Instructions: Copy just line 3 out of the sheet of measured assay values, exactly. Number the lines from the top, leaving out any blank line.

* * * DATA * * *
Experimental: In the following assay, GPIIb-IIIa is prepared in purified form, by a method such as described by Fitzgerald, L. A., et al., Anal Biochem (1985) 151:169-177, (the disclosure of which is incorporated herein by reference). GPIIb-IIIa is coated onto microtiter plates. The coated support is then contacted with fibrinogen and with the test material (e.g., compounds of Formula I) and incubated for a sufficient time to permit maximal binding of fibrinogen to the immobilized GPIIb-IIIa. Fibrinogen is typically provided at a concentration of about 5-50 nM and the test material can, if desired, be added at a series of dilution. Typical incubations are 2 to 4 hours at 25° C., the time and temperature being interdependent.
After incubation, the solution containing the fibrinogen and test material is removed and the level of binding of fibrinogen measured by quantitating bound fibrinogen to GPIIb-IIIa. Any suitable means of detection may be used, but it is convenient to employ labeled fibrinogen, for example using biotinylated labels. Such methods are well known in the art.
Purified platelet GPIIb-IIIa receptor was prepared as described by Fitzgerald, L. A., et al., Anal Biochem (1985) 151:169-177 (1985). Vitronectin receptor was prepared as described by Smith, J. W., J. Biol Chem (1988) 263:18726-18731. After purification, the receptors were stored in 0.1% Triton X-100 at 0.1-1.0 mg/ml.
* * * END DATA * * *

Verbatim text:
Purified platelet GPIIb-IIIa receptor was prepared as described by Fitzgerald, L. A., et al., Anal Biochem (1985) 151:169-177 (1985). Vitronectin receptor was prepared as described by Smith, J. W., J. Biol Chem (1988) 263:18726-18731. After purification, the receptors were stored in 0.1% Triton X-100 at 0.1-1.0 mg/ml.